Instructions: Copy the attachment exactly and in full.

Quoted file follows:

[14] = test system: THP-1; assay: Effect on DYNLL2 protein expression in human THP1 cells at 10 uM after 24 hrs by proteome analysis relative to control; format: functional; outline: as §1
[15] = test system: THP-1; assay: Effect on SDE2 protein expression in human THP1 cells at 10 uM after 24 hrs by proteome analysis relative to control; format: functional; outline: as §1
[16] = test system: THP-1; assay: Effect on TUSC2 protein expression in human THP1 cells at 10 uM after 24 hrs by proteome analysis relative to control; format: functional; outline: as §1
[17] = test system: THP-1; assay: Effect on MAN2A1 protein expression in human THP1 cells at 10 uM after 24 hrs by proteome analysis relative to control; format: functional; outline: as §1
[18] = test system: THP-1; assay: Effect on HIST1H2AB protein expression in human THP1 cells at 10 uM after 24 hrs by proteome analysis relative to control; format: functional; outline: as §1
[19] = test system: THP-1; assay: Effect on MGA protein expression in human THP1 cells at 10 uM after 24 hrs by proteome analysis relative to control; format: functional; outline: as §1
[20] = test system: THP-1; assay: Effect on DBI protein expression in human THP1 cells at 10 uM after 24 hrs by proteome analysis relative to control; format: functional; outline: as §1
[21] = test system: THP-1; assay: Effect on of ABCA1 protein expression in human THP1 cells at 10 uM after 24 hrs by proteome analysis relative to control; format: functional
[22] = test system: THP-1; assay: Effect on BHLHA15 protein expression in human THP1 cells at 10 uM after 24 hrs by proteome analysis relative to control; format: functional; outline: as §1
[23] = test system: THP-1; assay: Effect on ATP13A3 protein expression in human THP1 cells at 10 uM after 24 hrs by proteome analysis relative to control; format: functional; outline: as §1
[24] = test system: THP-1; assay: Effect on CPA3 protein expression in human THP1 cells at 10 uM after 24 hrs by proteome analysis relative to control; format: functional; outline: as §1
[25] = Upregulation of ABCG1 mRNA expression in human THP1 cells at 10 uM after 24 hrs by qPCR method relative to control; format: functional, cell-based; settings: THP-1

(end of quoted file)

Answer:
[14] = test system: THP-1; assay: Effect on DYNLL2 protein expression in human THP1 cells at 10 uM after 24 hrs by proteome analysis relative to control; format: functional; outline: as §1
[15] = test system: THP-1; assay: Effect on SDE2 protein expression in human THP1 cells at 10 uM after 24 hrs by proteome analysis relative to control; format: functional; outline: as §1
[16] = test system: THP-1; assay: Effect on TUSC2 protein expression in human THP1 cells at 10 uM after 24 hrs by proteome analysis relative to control; format: functional; outline: as §1
[17] = test system: THP-1; assay: Effect on MAN2A1 protein expression in human THP1 cells at 10 uM after 24 hrs by proteome analysis relative to control; format: functional; outline: as §1
[18] = test system: THP-1; assay: Effect on HIST1H2AB protein expression in human THP1 cells at 10 uM after 24 hrs by proteome analysis relative to control; format: functional; outline: as §1
[19] = test system: THP-1; assay: Effect on MGA protein expression in human THP1 cells at 10 uM after 24 hrs by proteome analysis relative to control; format: functional; outline: as §1
[20] = test system: THP-1; assay: Effect on DBI protein expression in human THP1 cells at 10 uM after 24 hrs by proteome analysis relative to control; format: functional; outline: as §1
[21] = test system: THP-1; assay: Effect on of ABCA1 protein expression in human THP1 cells at 10 uM after 24 hrs by proteome analysis relative to control; format: functional
[22] = test system: THP-1; assay: Effect on BHLHA15 protein expression in human THP1 cells at 10 uM after 24 hrs by proteome analysis relative to control; format: functional; outline: as §1
[23] = test system: THP-1; assay: Effect on ATP13A3 protein expression in human THP1 cells at 10 uM after 24 hrs by proteome analysis relative to control; format: functional; outline: as §1
[24] = test system: THP-1; assay: Effect on CPA3 protein expression in human THP1 cells at 10 uM after 24 hrs by proteome analysis relative to control; format: functional; outline: as §1
[25] = Upregulation of ABCG1 mRNA expression in human THP1 cells at 10 uM after 24 hrs by qPCR method relative to control; format: functional, cell-based; settings: THP-1